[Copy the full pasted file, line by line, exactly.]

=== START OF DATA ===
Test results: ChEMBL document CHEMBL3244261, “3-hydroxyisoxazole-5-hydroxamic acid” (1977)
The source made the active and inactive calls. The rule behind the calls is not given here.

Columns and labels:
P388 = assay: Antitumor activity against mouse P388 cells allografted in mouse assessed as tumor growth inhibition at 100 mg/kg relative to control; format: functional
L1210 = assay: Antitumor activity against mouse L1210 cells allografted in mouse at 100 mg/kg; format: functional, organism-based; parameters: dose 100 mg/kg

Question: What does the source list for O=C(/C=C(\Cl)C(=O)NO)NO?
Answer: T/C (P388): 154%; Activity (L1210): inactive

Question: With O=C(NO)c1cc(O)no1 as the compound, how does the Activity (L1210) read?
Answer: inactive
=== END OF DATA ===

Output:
Test results: ChEMBL document CHEMBL3244261, “3-hydroxyisoxazole-5-hydroxamic acid” (1977)
The source made the active and inactive calls. The rule behind the calls is not given here.

Columns and labels:
P388 = assay: Antitumor activity against mouse P388 cells allografted in mouse assessed as tumor growth inhibition at 100 mg/kg relative to control; format: functional
L1210 = assay: Antitumor activity against mouse L1210 cells allografted in mouse at 100 mg/kg; format: functional, organism-based; parameters: dose 100 mg/kg

Question: What does the source list for O=C(/C=C(\Cl)C(=O)NO)NO?
Answer: T/C (P388): 154%; Activity (L1210): inactive

Question: With O=C(NO)c1cc(O)no1 as the compound, how does the Activity (L1210) read?
Answer: inactive